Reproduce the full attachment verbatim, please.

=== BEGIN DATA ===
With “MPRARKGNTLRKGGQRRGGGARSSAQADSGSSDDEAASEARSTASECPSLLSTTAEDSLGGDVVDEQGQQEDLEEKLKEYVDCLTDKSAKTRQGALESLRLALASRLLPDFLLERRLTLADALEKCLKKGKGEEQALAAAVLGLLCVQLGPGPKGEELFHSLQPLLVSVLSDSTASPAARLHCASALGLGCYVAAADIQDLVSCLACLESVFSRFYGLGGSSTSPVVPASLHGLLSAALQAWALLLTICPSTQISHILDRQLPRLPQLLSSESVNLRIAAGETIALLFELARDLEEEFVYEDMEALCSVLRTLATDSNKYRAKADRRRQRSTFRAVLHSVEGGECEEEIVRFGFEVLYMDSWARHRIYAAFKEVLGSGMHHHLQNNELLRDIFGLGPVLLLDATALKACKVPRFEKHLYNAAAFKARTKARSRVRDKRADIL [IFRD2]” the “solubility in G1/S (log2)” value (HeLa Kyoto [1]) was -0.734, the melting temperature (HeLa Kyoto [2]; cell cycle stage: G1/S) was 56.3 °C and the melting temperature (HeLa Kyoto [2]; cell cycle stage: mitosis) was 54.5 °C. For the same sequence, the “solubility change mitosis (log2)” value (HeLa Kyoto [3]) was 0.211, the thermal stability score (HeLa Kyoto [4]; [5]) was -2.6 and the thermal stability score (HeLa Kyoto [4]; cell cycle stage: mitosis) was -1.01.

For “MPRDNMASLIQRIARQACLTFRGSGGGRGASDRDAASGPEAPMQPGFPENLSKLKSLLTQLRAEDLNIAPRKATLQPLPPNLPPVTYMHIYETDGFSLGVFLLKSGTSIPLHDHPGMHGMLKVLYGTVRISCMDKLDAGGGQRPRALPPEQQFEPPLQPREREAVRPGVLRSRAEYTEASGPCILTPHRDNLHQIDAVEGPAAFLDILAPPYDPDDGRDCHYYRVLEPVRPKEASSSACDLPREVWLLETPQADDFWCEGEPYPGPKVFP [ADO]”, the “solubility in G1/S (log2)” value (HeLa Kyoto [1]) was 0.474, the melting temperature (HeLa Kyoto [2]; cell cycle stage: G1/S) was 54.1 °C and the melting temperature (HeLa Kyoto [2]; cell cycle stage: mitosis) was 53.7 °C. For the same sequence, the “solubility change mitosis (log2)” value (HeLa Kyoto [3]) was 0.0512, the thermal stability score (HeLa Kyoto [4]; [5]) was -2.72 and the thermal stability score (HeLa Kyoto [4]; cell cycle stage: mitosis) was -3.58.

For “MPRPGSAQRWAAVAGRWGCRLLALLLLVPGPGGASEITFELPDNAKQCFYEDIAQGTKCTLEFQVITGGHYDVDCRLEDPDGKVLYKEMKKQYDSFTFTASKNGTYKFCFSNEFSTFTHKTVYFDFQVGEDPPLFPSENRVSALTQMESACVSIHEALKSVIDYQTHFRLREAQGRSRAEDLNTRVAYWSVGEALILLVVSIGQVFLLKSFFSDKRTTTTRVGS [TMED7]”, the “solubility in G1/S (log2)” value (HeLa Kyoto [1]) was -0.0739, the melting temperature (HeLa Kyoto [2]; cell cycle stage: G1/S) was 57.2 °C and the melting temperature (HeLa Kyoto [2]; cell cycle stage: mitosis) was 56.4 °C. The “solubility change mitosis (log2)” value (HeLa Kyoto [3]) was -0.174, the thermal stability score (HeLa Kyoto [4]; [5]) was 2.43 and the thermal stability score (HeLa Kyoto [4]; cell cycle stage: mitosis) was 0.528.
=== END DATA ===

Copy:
With “MPRARKGNTLRKGGQRRGGGARSSAQADSGSSDDEAASEARSTASECPSLLSTTAEDSLGGDVVDEQGQQEDLEEKLKEYVDCLTDKSAKTRQGALESLRLALASRLLPDFLLERRLTLADALEKCLKKGKGEEQALAAAVLGLLCVQLGPGPKGEELFHSLQPLLVSVLSDSTASPAARLHCASALGLGCYVAAADIQDLVSCLACLESVFSRFYGLGGSSTSPVVPASLHGLLSAALQAWALLLTICPSTQISHILDRQLPRLPQLLSSESVNLRIAAGETIALLFELARDLEEEFVYEDMEALCSVLRTLATDSNKYRAKADRRRQRSTFRAVLHSVEGGECEEEIVRFGFEVLYMDSWARHRIYAAFKEVLGSGMHHHLQNNELLRDIFGLGPVLLLDATALKACKVPRFEKHLYNAAAFKARTKARSRVRDKRADIL [IFRD2]” the “solubility in G1/S (log2)” value (HeLa Kyoto [1]) was -0.734, the melting temperature (HeLa Kyoto [2]; cell cycle stage: G1/S) was 56.3 °C and the melting temperature (HeLa Kyoto [2]; cell cycle stage: mitosis) was 54.5 °C. For the same sequence, the “solubility change mitosis (log2)” value (HeLa Kyoto [3]) was 0.211, the thermal stability score (HeLa Kyoto [4]; [5]) was -2.6 and the thermal stability score (HeLa Kyoto [4]; cell cycle stage: mitosis) was -1.01.

For “MPRDNMASLIQRIARQACLTFRGSGGGRGASDRDAASGPEAPMQPGFPENLSKLKSLLTQLRAEDLNIAPRKATLQPLPPNLPPVTYMHIYETDGFSLGVFLLKSGTSIPLHDHPGMHGMLKVLYGTVRISCMDKLDAGGGQRPRALPPEQQFEPPLQPREREAVRPGVLRSRAEYTEASGPCILTPHRDNLHQIDAVEGPAAFLDILAPPYDPDDGRDCHYYRVLEPVRPKEASSSACDLPREVWLLETPQADDFWCEGEPYPGPKVFP [ADO]”, the “solubility in G1/S (log2)” value (HeLa Kyoto [1]) was 0.474, the melting temperature (HeLa Kyoto [2]; cell cycle stage: G1/S) was 54.1 °C and the melting temperature (HeLa Kyoto [2]; cell cycle stage: mitosis) was 53.7 °C. For the same sequence, the “solubility change mitosis (log2)” value (HeLa Kyoto [3]) was 0.0512, the thermal stability score (HeLa Kyoto [4]; [5]) was -2.72 and the thermal stability score (HeLa Kyoto [4]; cell cycle stage: mitosis) was -3.58.

For “MPRPGSAQRWAAVAGRWGCRLLALLLLVPGPGGASEITFELPDNAKQCFYEDIAQGTKCTLEFQVITGGHYDVDCRLEDPDGKVLYKEMKKQYDSFTFTASKNGTYKFCFSNEFSTFTHKTVYFDFQVGEDPPLFPSENRVSALTQMESACVSIHEALKSVIDYQTHFRLREAQGRSRAEDLNTRVAYWSVGEALILLVVSIGQVFLLKSFFSDKRTTTTRVGS [TMED7]”, the “solubility in G1/S (log2)” value (HeLa Kyoto [1]) was -0.0739, the melting temperature (HeLa Kyoto [2]; cell cycle stage: G1/S) was 57.2 °C and the melting temperature (HeLa Kyoto [2]; cell cycle stage: mitosis) was 56.4 °C. The “solubility change mitosis (log2)” value (HeLa Kyoto [3]) was -0.174, the thermal stability score (HeLa Kyoto [4]; [5]) was 2.43 and the thermal stability score (HeLa Kyoto [4]; cell cycle stage: mitosis) was 0.528.